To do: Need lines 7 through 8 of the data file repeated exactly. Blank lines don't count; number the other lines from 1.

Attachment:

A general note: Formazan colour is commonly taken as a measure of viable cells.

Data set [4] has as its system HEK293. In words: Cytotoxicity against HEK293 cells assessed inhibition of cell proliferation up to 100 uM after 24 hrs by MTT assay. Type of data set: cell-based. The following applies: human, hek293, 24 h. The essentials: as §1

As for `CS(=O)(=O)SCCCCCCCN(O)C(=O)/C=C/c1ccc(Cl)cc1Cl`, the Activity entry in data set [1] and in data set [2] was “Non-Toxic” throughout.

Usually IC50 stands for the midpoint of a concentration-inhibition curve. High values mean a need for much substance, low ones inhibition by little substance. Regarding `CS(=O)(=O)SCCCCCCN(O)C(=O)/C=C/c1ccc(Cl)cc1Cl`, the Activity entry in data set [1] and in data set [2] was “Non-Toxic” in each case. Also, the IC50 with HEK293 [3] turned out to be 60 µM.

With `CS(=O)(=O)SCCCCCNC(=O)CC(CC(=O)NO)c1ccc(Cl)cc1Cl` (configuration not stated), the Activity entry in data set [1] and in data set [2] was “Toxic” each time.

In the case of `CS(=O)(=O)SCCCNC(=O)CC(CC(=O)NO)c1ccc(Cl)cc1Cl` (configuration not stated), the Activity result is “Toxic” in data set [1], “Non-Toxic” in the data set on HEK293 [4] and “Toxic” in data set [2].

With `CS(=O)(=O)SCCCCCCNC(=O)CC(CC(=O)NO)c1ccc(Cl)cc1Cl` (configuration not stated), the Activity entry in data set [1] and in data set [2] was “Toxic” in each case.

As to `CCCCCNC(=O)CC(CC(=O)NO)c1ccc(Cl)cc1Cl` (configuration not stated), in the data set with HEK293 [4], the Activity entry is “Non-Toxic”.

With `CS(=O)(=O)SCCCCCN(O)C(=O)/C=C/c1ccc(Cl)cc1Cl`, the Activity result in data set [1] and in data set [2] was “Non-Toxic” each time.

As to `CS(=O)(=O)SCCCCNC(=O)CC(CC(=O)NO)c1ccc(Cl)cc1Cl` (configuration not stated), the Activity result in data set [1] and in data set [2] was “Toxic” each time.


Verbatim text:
With `CS(=O)(=O)SCCCCCCNC(=O)CC(CC(=O)NO)c1ccc(Cl)cc1Cl` (configuration not stated), the Activity entry in data set [1] and in data set [2] was “Toxic” in each case.

As to `CCCCCNC(=O)CC(CC(=O)NO)c1ccc(Cl)cc1Cl` (configuration not stated), in the data set with HEK293 [4], the Activity entry is “Non-Toxic”.